Published In

Ecosphere

Document Type

Article

Publication Date

5-2017

Subjects

Climatic changes, Forest management -- Environmental aspects, Droughts

Abstract

Forests around the world are experiencing increasingly severe droughts and elevated competitive intensity due to increased tree density. However, the influence of interactions between drought and competition on forest growth remains poorly understood. Using a unique dataset of stand-scale dendrochronology sampled from 6405 trees, we quantified how annual growth of entire tree populations responds to drought and competition in eight, long-term (multi-decadal), experiments with replicated levels of density (e.g., competitive intensity) arrayed across a broad climatic and compositional gradient. Forest growth (cumulative individual tree growth within a stand) declined during drought, especially during more severe drought in drier climates. Forest growth declines were exacerbated by high density at all sites but one, particularly during periods of more severe drought. Surprisingly, the influence of forest density was persistent overall, but these density impacts were greater in the humid sites than in more arid sites. Significant density impacts occurred during periods of more extreme drought, and during warmer temperatures in the semi-arid sites but during periods of cooler temperatures in the humid sites. Because competition has a consistent influence over growth response to drought, maintaining forests at lower density may enhance resilience to drought in all climates.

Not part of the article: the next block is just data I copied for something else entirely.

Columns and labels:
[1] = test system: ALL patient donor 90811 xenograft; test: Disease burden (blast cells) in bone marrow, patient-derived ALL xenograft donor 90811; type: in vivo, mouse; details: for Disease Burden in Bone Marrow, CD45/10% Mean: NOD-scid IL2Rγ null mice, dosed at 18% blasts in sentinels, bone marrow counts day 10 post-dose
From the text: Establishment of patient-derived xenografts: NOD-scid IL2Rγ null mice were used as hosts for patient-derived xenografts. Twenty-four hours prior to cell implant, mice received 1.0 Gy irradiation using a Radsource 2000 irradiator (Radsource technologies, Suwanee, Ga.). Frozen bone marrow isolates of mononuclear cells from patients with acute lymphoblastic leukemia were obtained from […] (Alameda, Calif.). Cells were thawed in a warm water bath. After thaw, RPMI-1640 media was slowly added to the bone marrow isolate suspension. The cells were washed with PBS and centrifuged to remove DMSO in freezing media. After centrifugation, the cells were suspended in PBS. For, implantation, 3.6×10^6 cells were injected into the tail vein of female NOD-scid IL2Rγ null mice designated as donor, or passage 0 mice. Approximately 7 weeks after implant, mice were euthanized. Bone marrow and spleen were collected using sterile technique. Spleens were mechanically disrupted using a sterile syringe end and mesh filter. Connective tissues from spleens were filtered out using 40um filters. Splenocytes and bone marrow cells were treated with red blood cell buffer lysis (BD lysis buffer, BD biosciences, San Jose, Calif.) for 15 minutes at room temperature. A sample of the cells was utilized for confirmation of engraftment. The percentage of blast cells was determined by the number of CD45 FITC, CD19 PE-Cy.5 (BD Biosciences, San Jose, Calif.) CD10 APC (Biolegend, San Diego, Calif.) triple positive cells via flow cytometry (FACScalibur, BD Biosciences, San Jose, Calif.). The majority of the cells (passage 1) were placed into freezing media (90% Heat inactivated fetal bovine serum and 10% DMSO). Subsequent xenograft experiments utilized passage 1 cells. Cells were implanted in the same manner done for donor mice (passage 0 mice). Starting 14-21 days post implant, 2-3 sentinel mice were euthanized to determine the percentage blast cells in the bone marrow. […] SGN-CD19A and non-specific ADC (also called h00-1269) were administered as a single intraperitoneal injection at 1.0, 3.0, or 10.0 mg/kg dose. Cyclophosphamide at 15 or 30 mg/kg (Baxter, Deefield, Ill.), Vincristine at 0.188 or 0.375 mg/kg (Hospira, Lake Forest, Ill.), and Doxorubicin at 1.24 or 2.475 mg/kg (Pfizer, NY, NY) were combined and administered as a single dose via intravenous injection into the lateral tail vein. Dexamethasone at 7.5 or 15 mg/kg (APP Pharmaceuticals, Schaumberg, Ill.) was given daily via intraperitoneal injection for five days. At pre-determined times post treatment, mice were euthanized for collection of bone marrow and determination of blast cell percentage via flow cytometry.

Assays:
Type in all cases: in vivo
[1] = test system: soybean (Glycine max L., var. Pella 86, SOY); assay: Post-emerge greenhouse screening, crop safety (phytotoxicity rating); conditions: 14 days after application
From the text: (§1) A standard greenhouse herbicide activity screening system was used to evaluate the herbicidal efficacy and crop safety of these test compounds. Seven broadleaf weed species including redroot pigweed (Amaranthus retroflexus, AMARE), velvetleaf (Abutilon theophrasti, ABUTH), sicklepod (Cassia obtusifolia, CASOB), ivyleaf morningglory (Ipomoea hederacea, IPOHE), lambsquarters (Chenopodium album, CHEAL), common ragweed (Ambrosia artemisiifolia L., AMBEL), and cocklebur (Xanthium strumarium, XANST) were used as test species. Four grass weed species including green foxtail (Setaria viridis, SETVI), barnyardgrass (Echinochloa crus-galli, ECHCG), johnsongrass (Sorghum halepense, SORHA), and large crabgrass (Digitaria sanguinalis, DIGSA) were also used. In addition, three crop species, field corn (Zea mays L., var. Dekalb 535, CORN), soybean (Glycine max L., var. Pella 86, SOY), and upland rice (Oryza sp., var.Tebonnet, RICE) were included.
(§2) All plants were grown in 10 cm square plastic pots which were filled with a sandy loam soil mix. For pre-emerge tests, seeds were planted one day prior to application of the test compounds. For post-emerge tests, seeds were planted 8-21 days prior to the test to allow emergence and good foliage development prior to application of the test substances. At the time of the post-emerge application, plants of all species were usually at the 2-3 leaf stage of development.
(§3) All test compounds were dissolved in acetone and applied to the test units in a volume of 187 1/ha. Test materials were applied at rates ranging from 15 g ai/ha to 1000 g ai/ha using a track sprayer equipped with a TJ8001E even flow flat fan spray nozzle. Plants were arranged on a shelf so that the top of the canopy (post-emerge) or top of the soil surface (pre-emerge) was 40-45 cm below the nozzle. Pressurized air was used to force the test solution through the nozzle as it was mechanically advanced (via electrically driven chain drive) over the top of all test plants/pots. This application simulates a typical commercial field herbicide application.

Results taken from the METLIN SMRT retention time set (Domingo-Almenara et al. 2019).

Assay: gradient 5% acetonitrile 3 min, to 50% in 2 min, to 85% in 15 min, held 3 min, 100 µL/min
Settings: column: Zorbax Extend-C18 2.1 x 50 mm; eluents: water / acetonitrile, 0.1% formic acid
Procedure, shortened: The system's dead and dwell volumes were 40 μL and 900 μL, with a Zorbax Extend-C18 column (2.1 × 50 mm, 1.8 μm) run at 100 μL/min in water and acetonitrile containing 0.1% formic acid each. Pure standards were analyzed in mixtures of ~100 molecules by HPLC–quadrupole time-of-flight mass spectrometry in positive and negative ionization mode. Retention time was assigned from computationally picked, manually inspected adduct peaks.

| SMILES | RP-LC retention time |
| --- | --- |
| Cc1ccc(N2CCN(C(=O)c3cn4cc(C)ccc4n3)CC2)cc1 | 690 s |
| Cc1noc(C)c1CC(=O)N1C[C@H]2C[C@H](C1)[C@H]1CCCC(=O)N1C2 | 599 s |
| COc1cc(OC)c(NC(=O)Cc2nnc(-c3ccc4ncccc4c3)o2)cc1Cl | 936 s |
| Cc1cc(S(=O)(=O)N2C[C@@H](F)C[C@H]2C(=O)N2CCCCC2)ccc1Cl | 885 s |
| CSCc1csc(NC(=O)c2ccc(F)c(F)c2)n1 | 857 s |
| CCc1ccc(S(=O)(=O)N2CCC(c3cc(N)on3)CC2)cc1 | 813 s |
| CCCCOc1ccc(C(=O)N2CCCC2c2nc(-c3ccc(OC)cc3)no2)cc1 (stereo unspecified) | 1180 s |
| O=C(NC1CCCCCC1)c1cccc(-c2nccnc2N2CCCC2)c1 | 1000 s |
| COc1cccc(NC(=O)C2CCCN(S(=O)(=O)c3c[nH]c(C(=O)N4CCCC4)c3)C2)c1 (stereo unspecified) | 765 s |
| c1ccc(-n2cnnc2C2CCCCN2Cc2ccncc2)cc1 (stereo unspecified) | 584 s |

Description

© 2017 Gleason et al. This is an open access article under the terms of the Creative Commons Attribution License, which permits use, distribution and reproduction in any medium, provided the original work is properly cited.

* At the time of publication Kelly Gleason was affiliated with the US Geological Survey, Flagstaff, Arizona

Locate the Document

https://doi.org/10.1002/ecs2.1849

DOI

10.1002/ecs2.1849

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